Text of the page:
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Should capital punishment be abolished - Research Paper Example

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Capital punishment, also known as death penalty, is a very contentious topic. Peikrishvili (2004) asserts that it is a very sensitive subject, touching the deepest instincts of people including the notions of honor, fear, hatred, as well as revenge. …
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Should capital punishment be abolished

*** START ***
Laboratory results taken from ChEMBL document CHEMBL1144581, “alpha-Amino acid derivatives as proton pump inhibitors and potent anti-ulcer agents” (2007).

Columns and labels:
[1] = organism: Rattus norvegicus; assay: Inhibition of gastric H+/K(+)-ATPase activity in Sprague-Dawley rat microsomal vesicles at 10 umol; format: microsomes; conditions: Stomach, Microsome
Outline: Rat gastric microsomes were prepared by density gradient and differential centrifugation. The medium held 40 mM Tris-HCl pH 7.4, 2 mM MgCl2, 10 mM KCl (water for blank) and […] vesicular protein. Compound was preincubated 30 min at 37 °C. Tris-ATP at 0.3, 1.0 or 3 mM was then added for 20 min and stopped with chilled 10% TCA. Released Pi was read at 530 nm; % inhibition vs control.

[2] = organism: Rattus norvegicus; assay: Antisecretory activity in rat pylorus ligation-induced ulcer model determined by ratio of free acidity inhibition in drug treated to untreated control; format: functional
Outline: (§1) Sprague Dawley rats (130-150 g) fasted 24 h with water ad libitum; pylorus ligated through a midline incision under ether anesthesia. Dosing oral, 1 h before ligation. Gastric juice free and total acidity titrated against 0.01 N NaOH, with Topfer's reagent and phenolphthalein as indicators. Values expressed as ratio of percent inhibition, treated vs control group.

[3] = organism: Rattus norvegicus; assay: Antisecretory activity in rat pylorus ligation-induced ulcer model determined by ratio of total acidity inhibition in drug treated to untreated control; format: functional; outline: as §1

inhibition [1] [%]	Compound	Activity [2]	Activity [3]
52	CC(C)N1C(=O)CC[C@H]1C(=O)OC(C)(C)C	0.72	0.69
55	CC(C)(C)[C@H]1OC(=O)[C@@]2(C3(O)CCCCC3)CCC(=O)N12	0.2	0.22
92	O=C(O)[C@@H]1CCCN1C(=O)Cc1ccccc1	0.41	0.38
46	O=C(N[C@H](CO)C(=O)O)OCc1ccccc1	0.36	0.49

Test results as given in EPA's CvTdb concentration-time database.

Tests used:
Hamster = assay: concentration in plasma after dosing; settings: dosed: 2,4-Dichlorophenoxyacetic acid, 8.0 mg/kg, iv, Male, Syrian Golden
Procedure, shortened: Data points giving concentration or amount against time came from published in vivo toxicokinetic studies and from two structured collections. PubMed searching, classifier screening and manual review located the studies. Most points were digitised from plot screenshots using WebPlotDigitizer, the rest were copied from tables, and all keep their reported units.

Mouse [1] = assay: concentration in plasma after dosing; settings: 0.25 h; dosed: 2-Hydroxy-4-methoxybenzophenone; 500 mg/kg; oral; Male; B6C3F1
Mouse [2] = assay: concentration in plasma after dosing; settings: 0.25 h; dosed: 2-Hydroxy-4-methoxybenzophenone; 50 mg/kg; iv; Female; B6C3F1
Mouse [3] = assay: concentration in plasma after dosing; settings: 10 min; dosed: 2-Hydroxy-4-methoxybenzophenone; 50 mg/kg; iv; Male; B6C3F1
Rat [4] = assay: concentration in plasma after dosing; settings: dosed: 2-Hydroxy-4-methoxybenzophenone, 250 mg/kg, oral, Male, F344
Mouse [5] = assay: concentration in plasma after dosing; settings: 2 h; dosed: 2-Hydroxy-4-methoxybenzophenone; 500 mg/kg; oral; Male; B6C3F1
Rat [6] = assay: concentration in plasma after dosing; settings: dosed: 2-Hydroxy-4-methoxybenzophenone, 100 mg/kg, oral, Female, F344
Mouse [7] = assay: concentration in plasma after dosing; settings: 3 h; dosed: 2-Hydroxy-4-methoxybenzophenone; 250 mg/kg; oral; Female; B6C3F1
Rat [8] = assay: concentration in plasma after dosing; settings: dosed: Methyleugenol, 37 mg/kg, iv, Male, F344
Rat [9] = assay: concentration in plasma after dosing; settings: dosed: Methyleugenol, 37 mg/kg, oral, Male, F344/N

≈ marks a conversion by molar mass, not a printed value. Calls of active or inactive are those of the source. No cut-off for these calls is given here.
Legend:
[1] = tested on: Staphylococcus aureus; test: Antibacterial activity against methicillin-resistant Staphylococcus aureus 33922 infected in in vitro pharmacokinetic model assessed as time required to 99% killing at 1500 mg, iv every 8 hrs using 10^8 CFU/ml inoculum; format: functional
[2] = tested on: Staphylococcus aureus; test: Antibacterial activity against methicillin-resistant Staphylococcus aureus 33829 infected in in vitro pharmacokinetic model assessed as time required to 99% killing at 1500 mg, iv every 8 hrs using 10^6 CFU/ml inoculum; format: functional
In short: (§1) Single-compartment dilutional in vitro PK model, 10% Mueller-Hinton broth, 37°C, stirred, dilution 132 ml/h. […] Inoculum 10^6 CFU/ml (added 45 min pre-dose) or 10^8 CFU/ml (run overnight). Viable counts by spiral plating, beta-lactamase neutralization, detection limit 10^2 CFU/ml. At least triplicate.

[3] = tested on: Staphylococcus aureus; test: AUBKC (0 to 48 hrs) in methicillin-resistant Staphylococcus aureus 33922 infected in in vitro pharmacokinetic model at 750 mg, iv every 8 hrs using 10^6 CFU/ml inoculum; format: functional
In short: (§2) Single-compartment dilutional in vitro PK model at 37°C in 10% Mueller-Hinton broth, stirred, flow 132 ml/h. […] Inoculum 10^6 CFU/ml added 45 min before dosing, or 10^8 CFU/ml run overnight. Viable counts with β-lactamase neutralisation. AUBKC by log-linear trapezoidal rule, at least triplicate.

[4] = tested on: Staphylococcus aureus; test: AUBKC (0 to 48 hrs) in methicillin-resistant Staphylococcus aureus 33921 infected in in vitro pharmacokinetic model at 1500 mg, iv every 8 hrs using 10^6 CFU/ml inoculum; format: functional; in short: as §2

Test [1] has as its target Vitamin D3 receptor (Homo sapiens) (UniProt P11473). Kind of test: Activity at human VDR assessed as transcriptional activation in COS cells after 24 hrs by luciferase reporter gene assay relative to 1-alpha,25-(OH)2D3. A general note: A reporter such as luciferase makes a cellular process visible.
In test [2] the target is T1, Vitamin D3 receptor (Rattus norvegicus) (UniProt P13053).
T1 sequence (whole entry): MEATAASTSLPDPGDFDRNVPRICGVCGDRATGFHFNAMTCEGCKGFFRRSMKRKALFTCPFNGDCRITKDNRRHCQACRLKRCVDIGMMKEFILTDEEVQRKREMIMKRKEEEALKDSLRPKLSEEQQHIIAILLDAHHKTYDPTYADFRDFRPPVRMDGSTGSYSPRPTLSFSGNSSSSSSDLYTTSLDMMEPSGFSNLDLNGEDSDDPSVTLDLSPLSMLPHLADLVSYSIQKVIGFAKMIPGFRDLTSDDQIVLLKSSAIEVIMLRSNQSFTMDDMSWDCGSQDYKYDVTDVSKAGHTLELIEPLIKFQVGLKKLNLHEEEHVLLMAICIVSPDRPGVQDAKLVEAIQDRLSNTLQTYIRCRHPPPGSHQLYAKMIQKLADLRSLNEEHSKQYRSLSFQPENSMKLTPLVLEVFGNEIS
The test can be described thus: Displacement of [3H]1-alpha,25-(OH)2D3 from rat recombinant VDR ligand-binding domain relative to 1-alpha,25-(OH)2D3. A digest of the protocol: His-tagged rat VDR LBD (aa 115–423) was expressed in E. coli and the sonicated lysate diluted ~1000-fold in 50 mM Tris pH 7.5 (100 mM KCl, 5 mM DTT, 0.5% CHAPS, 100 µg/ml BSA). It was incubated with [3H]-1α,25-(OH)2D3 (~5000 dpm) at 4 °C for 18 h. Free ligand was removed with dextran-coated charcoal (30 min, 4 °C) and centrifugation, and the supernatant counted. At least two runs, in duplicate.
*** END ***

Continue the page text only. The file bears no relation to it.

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Capital Punishment Capital punishment, also known as death penalty, is a very contentious topic. Peikrishvili (2004) asserts that it is a very sensitive subject, touching the deepest instincts of people including the notions of honor, fear, hatred, as well as revenge. Examples of offences on which it is applied include rape and other sexual crimes, espionage, murder, repeated crimes, and treason. It is also carried out as part of martial justice. While it is still common in some countries, others have prohibited its use. Many arguments on its efficiency in addition to its value in preclusion of serious crime exist. This paper delves on this topic and strongly supports the view that if a lawbreaker is convicted of the aforementioned and other serious crimes, he/she should face the death penalty as punishment. Introduction Capital punishment is the most severe punishment form and it refers to putting an offender to death. The judicial process applies it on criminal offenders. Some of the approved means through which it is executed include firing squad, lethal injection, hanging electrocution, gassing, and use of the guillotine (Duhaime.org, N.d). In general, this form of punishment offers a very good method of reducing/containing criminal propensities (Garland, 1991). This is because criminal offenders are an appalling threat to the public (Legal-explanations.com, 2007). One of the arguments in favor of capital punishment has to do with the morality of executions. When somebody instigates force against an innocent individual, he/she affirms that he/she does not stand for the principle of individual rights. It is an indication that he/she does not want to live among people as a rational being but wishes to be a predator, to other people’s obliteration as well as disadvantage. If the person opts to live illogically, he/she is not entitled to any rights since rights are the result of the man’s nature as a rational being. Other than being an act of fairness for the society, annihilating such a dangerous being is sensible – a person is dealt with appropriate to how he/she acts. The punishment should match the crime. In view of proportionality (a notion in justice stating that the reaction ought to fit the action), the deliberate murder of an innocent individual rightly justifies the premeditated execution of the criminal by the state. Without justice, persons may take justice into their own hands (Landauer & Rowlands, 2001). Death sentence is also appropriate since it leads to deterrence. By executing criminals, the state inflicts fear in other potential criminals such that they dread facing execution if caught committing similar crimes (Robinson, 2009). Given that the highest interest of the public is to prevent murder and other offenses, it is necessary to make use of the toughest punishment available, death penalty, to dissuade criminals (Deathpenaltycurriculum.org, 2000). Another reason for the support of death penalty is the fact that it reduces costs. Instead of incarcerating criminals for a long time thereby going through a scrupulous legal system that involves never-ending appeals and delays in pronouncing a death sentence verdict, the government should execute them at once and use its money in more profitable undertakings. Incarceration is very costly and should not be applied on criminals involved in capital offenses. Again, it is very lenient to such criminals (Capitalpunishmentuk.org, N.d). Another argument in favor of death sentence has to do with retribution. This is one of the strongest arguments and it points to a rational reaction to crime sponsored by the state, which is warranted for the reason that when a person commits crime, the victim is the state. In other words, when harmed, the government is warranted to seek out justice in order to re-balance the justice scales that the criminal inclined to his or her benefit while committing the offense (Robinson, 2009). As Cavadino and Dignan (2007) explain, retribution brings punishment to the offender in terms of “just deserts” and instead of concentrating on the future; it concentrates on the earlier events and presumes that the penalty should fit the offence. Capital sentence is also appropriate because it incapacitates the offender. Incapacitation refers to a philosophical justification of punishment, which calls for the removal of the offender’s physical capacity to offend (Scott, 2008). It takes away the criminal’s freedom in such a way that he/she is cannot be involved in another offense. Capital punishment attains this perfectly – it is the definitive type of incarceration (Robinson, 2009).  Apparently, executing an offender sees to it that he/she cannot commit more crimes any longer – he/she permanently stops being a menace to the society. Therefore, as opposed to incarceration whereby the criminal can commit another crime while in prison, escape or even be released, death penalty solves the problem once and for all (Capitalpunishmentuk.org, N.d). Conclusion Apparently, capital punishment is in general a very useful means of containing/reducing criminal inclinations. It is a very appropriate rejoinder to the inhuman as well as barbarous acts of offenders, most of which are so hideous and atrocious that the society cannot tolerate. Persons who flout other people’s personhood, especially if they do so in distressing persistence thereby making it a routine, ought to face the ultimate consequence in order to preserve the public whose traction is in sheer infringement. Deplorably, in the present-day society, murderers and other capital crimes offenders are allowed to escape the fangs of juries, on the grounds of human rights to life, diminished liability, supposed psychiatric anomalies, just to mention but a few. As Ford (2009) asserts, this remove the faith of the populace in impartiality, something that is very risky for the state. It is important for nations and states to unite in the re-introduction of capital punishment for the worst criminals especially if they wish to attain an equivalent decline in serious offenses. References Capitalpunishmentuk.org. (N.d). Arguments For and Against Capital Punishment in the UK. Retrieved from http://www.capitalpunishmentuk.org/thoughts.html Cavadino, M. and Dignan, J. (2007). Penal Systems: A Comparative Approach. The British Journal of Sociology. 58: 496–497. Deathpenaltycurriculum.org. (2000). Arguments for and Against the Death Penalty. Retrieved from http://deathpenaltycurriculum.org/student/c/about/arguments/arguments.PDF Duhaime.org. (N.d). Death Penalty. Retrieved from http://duhaime.org/LegalDictionary/D/Deathpenalty.aspx#top Garland, D. (1991). Punishment and Modern Society: A Study of Social Theory. Chicago: University of Chicago Press. Landauer, J. & Rowlands, J. (2001). The Death Penalty. Retrieved from http://www.importanceofphilosophy.com/Politics_DeathPenalty.html Legal-explanations.com. (2007). Capital Punishment. Retrieved from http://www.legal-explanations.com/definitions/capital-punishment.htm Peikrishvili, I. (2004). Death Is Not Justice – The Council of Europe and the Death Penalty. Retrieved from http://portal.coe.ge/index.php?lan=en&id=penalty Robinson, M. (2009). Justifications for Capital Punishment. Retrieved from http://www.justiceblind.com/death/dpsupport.htm Scott, D. (2008). Penology. London: Sage Publications. Read More